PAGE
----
As Gabriel has remarked, however, cows are a different matter in America. In Africa, cattle mean far more than milk and hamburgers. They provide the framework for human relationships. Gabriel's father paid a bride price of 100 cows to marry, which, at about US$100 per cow, is no small investment. However, no one ever pays alone. Parents, uncles, and friends contribute cows as wedding presents to create a respectable herd.
I am not sure Gabriel would understand our norm of giving salad spinners, napkin rings, and dessert spoons. It's been hard enough to explain how an American wedding is supposed to work, since half of my married female friends have done the proposing, kept their maiden names, or paid for their wedding themselves.
Traditions are changing, but I've been able to share some of the statistics. The average American woman doesn't marry until age 25, and the average wedding costs upwards of $20,000. I can see him desperately dividing the figure by units of cow and coming up short.
Gabriel, however, has more to do than find a herd of cows to collect a bride. The Lost Boys of Sudan, while not all boys, are short on brides. Only a couple thousand girls fled their villages to live as refugees in Ethiopia and Kenya, and only a handful of those girls came to the US.
As more of the "Lost Boys" approach marrying age, it is becoming clear that, despite the opportunity to create a new future in America, they are missing the opportunity to marry and build a family within their own culture, language, and identity. Gabriel probably has a better chance of landing a downtown corner office than finding an eligible Sudanese bride in Boston.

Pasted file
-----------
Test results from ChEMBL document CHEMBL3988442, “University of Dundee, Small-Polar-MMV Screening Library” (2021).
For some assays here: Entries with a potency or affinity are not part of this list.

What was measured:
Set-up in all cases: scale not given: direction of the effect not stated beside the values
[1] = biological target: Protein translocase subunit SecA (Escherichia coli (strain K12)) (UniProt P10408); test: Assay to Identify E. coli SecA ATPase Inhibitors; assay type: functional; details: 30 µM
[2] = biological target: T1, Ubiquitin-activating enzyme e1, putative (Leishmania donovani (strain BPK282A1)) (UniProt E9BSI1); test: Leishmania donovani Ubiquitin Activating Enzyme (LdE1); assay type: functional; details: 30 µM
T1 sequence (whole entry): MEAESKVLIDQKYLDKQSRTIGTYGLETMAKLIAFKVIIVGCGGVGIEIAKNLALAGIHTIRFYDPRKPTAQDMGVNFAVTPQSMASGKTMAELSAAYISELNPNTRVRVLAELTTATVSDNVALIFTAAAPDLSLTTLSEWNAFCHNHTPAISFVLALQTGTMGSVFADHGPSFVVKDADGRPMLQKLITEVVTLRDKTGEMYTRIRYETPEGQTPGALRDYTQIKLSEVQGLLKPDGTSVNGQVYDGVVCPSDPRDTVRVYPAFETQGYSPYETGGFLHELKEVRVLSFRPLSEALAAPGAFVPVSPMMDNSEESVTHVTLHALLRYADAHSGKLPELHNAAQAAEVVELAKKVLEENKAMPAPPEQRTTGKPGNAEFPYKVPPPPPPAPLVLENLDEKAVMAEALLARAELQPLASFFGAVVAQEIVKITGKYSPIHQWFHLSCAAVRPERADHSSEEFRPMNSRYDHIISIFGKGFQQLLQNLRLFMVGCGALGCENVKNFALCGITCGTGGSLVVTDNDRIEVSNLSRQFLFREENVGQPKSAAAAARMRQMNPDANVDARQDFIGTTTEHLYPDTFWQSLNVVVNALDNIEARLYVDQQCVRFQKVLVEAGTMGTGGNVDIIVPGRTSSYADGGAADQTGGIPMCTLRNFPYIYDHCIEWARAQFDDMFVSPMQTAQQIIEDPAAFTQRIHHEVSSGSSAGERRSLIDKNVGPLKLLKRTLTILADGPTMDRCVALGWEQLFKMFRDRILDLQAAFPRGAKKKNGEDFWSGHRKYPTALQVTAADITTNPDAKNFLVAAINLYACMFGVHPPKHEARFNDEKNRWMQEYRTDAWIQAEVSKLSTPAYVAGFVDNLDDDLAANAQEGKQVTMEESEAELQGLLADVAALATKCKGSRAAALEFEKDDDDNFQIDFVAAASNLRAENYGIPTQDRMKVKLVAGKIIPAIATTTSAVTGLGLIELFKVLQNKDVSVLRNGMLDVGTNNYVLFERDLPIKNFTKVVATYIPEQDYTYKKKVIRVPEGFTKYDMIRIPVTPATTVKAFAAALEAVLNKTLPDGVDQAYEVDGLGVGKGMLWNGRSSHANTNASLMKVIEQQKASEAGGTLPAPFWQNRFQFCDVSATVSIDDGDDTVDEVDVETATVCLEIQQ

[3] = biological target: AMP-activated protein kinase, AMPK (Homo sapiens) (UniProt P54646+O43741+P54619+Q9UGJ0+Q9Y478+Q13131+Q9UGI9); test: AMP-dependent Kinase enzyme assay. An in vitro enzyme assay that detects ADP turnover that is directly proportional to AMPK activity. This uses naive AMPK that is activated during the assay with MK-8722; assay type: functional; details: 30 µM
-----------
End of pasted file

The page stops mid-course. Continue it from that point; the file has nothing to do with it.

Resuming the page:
Gabriel is learning how to use a computer, and we get together every week so that I can help him craft online résumés and navigate the sea of job banks and employer websites. There's not a lot out there for one who's not a native speaker of English and has yet to graduate from high school.
As we sit side by side at the same computer, I consider the radical differences in our backgrounds. No matter how daunted I feel in my own quest for the right job, I have to be thankful for the benefit of my education and the support of family and friends. I couldn't imagine facing this alone and in a foreign land - except that I see Gabriel do it every day.
Some days we forgo job applications to chew the cud, as it were, about Sudan, marriage, dream jobs, cows. Sometimes I worry about how long it will be before either one of us finds a job.
But when I start feeling frustrated in my own quest for meaningful, rewarding work it helps to remember that, in a small way, I have found it already. It means the world to me that Gabriel calls when he has a question about a confusing word on a help-wanted sign or needs a hand with a cover letter. Someone who has worked as hard to survive and overcome as Gabriel can surely survive a few rocky months on the unemployment boat. And if he can do it, then I can, too.
When we do find ourselves with perfect jobs, however, I will be sorry to give up this unusual bond of mutual unemployment. Gabriel and I will still meet every week, but we won't have quite as much time to linger and chat. Who would have thought that two of the 9 million jobless in America would figure out the best jobless benefit available: A true friend from across the globe?